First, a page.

Sorg: Immigrants want government to ‘give you stuff’

After Latinos overwhelming voted for Pres. Obama, Republicans are bowing to political reality and embracing immigration reform.

Former state Rep. Gregory Sorg (R-Easton) didn’t get the memo. On NHPR’s The Exchange, he told host Brady Carlson that he is skeptical of achieving immigration reform under “a President who has said that the function of government is to make people’s lives better:”

If they come here with the idea in their head that they’re coming here to join a country and to become eventual voters under a system that is premised on the idea that the function of government is to give you stuff, then we’re headed for very bad trouble in this nation.

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  • susanthe

    Why was Sorg, a former legislator, on The Exchange opining about anything?

    The Exchange goes awfully far out of their way to talk to anyone but non-Republicans.

    • frant

      I’ve been very disappointed in Laura’s choice of guests lately. Greg Sorg? Why not someone who actually knows something about immigration? I hope we don’t hear the same thing when she talks about gun control. Get rid of the old guest list! We need new blood! Otherwise I, and many others, are going to find something else to listen to.

  • susanthe

    That was intended to read: The Exchange goes awfully far out of their way to avoid talking to ANY non-Republicans.

    Apparently they’ve tired of interviewing the same southern tier Republicans they’ve been regularly speaking to for the last decade, so they’re expanding into the northern reaches of the state in their quest for different Republican voices. That’s diversity, man.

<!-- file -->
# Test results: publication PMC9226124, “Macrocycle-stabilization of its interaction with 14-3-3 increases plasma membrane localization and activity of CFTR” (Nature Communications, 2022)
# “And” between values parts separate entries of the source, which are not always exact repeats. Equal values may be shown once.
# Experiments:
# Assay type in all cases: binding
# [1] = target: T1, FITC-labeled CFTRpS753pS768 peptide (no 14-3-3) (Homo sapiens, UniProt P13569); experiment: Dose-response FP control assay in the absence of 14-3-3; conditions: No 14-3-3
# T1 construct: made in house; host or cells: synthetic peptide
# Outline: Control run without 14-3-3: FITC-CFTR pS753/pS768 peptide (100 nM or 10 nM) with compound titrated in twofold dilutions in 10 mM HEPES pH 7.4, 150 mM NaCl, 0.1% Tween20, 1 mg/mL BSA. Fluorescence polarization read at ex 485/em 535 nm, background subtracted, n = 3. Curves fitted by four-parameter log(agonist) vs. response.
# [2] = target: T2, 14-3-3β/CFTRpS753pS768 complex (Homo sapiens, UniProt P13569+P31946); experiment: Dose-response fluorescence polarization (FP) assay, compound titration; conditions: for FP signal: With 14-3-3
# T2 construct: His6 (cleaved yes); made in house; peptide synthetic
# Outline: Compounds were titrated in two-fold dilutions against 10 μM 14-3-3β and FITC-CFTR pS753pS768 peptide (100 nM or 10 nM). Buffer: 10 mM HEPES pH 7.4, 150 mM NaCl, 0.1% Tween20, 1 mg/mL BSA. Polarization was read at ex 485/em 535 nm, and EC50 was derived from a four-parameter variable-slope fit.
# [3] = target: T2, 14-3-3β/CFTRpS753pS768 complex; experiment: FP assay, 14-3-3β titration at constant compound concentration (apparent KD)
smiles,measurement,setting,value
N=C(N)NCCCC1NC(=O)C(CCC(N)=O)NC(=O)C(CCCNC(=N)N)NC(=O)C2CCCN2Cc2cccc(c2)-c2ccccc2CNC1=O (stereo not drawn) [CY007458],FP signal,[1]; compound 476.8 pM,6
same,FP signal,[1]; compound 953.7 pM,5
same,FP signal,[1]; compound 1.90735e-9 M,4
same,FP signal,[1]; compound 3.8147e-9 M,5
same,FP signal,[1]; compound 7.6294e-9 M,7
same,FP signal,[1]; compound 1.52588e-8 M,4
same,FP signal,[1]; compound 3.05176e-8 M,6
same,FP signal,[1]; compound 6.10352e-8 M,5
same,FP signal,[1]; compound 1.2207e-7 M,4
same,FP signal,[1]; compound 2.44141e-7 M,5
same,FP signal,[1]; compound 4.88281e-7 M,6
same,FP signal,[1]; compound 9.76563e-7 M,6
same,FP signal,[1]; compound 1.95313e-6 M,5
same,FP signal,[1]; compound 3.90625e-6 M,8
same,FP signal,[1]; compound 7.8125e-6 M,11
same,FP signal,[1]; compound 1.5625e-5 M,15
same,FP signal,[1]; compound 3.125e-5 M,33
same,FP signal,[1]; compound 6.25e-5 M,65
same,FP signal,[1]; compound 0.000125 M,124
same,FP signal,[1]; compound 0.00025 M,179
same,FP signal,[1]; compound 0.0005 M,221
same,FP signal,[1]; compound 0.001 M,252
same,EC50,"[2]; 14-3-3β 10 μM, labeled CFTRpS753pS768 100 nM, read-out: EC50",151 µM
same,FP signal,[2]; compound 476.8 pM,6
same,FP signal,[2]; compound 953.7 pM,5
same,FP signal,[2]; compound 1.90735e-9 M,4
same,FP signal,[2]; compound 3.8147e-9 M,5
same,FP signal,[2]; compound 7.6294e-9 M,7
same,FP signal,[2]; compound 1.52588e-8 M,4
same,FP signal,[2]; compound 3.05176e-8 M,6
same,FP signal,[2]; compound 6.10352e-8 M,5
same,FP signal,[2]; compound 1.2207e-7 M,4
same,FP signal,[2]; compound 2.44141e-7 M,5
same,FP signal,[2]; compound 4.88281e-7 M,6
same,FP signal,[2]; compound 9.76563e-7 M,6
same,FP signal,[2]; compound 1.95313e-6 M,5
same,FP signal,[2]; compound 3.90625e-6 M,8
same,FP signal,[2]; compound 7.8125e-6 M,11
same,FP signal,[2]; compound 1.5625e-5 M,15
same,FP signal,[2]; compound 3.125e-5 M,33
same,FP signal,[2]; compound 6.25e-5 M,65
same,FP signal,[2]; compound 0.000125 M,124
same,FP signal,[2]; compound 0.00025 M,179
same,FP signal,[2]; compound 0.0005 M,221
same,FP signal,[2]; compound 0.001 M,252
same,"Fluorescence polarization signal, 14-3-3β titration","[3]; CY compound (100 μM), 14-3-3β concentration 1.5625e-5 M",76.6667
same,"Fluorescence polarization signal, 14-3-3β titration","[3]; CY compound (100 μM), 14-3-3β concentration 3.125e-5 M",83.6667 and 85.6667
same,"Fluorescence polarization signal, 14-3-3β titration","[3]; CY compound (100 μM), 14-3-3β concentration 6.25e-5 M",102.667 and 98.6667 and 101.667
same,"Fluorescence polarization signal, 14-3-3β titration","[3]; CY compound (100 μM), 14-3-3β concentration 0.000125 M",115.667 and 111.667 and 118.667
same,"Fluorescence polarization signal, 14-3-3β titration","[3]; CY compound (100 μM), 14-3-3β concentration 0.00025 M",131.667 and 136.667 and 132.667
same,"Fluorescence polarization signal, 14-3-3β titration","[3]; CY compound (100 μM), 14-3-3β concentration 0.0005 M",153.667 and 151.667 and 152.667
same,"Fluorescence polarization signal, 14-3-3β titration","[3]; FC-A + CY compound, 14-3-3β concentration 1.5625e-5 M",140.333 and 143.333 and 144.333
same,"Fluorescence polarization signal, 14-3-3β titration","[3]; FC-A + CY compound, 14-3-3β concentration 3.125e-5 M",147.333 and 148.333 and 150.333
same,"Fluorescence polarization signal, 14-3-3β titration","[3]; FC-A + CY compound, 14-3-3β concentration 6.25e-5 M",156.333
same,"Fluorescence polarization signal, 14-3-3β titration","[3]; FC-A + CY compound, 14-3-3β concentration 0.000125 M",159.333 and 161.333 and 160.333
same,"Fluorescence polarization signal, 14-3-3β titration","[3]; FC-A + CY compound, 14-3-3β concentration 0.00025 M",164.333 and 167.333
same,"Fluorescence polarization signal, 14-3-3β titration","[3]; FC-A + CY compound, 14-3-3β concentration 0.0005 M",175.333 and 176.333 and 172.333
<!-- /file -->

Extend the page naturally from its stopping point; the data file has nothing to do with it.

• mevansnh

      I’ve found the Exchange to be far from balanced and fair over the last couple of years. The baggers get lots of air time it seems. I was especially unhappy with an interview Laura had with Annie Kuster. She was rude, I thought, and curt with Annie. I actually canceled my membership at the time because of it.

      • hannah

        Talk show hosts and the Cons have a natural affinity for each other. They rely on the gift of gab to get them what they want, which is mainly to order other people around.
        That people expect them to deliver is not welcome information because they don’t know how.
        I also think the segmented format of American programming to accommodate commercial breaks has an influence. Each segment is scripted, even on public radio, in the sense that the host has prepared questions and follow ups. If the guest doesn’t provide the expected answers, it’s annoying.
        If one watches Al Jazeera, it’s obvious that the more generous format (they only have ads on the half hour) lets them accommodate a variety of discussion styles.

  • Rep. Jim Splaine

    The ignorance of that comment, let alone the racism inferred, is disgusting. He has no knowledge or perspective of American history, which tells us that our nation has become strong because of immigration, not in spite of it.

    I’ve given up hoping that the right-wingers and Tea Partiers want to be better informed or educated. I’m just fearful that because of the budget cuts forced by the conservative know-nothings that our youth are not receiving the education they need and deserve. The Tea Partiers and right-wingers know that their hope to avoid extinction is to keep the next generation of Americans as uneducated as they are.

    • hannah

      Some dumb cannot be educated away. This fellow seems proof.

  • susanthe

    Remember – Sorg’s the same guy that didn’t want NH to get any fuel assistance money from the feds: